You can add the Owning Group special group to a security label and grant it the delete privilege. Now when the security label is applied to a document/stack/folder, any user belonging to that document's/stack/folder owning group will be allowed to delete the document/stack/folder, even if that user's role has not been granted the Delete Document/Stack/Folder privilege.
 
Others Special Group
Sometimes you might want to grant privileges to an item to all the users in the system. In this case you can add the Others special group to the security label and grant it the required privileges.
 
Suppose you add the Others special group to a security label and grant it the View privilege. Now when the security label is applied to a document/stack/folder, any user of the system will be allowed to modify the document/stack/folder, even if that user's role has not been granted the Modify Document/Stack/Folder privilege.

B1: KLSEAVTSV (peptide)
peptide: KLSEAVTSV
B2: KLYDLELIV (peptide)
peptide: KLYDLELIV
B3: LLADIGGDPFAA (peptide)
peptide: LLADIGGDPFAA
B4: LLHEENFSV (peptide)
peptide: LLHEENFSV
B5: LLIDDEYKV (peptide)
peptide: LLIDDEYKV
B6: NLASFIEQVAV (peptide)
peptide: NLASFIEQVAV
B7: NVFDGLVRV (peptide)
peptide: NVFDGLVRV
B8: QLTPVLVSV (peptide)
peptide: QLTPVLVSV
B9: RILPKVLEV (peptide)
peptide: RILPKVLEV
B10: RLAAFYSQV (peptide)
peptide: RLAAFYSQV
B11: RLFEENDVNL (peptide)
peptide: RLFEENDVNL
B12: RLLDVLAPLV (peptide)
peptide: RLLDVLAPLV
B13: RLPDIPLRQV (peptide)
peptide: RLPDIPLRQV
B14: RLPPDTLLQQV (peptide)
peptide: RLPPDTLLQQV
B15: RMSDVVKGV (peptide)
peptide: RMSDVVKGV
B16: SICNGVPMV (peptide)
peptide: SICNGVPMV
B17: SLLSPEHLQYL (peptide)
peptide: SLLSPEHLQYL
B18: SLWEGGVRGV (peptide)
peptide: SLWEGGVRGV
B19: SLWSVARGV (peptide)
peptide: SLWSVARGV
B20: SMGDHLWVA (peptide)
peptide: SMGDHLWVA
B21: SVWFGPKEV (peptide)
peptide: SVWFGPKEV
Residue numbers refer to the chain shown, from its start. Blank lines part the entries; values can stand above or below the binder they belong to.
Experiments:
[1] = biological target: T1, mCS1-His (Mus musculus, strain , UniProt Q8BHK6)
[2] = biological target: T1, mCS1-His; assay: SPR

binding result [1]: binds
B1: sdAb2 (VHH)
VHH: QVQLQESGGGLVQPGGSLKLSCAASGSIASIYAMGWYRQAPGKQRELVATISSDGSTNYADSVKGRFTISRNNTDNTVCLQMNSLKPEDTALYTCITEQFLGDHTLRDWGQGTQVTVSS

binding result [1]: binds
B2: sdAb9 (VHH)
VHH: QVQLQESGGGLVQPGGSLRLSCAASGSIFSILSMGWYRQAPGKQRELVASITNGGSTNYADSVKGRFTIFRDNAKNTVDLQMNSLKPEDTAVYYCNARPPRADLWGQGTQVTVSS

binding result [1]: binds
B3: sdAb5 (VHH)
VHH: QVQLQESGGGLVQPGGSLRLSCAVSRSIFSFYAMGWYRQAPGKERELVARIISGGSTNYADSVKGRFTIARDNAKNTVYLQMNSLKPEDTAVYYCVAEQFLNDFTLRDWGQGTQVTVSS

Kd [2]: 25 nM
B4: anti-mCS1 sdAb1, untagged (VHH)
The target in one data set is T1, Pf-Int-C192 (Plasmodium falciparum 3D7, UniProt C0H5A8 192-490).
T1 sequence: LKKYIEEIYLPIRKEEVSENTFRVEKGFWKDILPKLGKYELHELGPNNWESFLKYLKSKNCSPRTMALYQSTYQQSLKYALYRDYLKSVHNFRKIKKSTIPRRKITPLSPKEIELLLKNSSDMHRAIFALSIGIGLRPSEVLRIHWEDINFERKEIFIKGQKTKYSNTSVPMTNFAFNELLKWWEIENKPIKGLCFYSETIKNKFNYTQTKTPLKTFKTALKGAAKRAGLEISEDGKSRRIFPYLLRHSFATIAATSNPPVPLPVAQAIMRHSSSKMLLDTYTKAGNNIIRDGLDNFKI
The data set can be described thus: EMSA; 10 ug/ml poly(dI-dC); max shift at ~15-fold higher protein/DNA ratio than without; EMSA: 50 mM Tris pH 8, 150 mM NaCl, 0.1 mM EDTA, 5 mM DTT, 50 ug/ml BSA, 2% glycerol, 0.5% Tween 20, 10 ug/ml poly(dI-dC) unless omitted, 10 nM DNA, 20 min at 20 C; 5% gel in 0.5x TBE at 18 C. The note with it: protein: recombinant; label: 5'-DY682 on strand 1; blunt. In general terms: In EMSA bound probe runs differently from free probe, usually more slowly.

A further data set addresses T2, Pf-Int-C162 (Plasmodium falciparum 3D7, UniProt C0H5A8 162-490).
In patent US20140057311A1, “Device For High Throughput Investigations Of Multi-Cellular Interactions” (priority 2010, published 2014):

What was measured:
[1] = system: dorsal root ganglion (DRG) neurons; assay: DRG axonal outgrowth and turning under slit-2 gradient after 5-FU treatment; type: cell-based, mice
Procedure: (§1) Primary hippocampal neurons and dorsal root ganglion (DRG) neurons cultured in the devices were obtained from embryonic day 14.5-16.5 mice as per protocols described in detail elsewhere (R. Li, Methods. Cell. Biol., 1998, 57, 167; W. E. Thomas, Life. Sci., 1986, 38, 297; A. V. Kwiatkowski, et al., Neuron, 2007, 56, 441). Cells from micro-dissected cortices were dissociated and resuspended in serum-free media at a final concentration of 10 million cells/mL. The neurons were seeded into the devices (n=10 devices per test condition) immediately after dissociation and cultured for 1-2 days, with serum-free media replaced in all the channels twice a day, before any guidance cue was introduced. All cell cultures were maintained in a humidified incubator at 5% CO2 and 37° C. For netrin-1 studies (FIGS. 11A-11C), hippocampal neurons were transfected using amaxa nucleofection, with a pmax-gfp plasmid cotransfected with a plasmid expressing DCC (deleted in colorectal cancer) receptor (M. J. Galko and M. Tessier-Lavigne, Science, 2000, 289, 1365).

Restrict

The Restrict feature lets you block a user's access to any item. You can restrict an item from any number of users. The owner of an item or any user who has Restrict privileges on that item, can restrict that item from other users.
 
You can only restrict users. You cannot restrict entire groups.

 
Restrict takes precedence over a Share. For example, a user has been granted privileges over a document via a security label. The same user has also been restricted. In this case the user will be denied access to the document.
 
Restrict also takes precedence over Role Privileges granted at the Full (Restrictable), Group Owned (Restrictable), Owned (Restrictable) and Shared access levels. Restrict does not take precedence over Role Privileges granted at the Full, Group Owned and Owned access levels.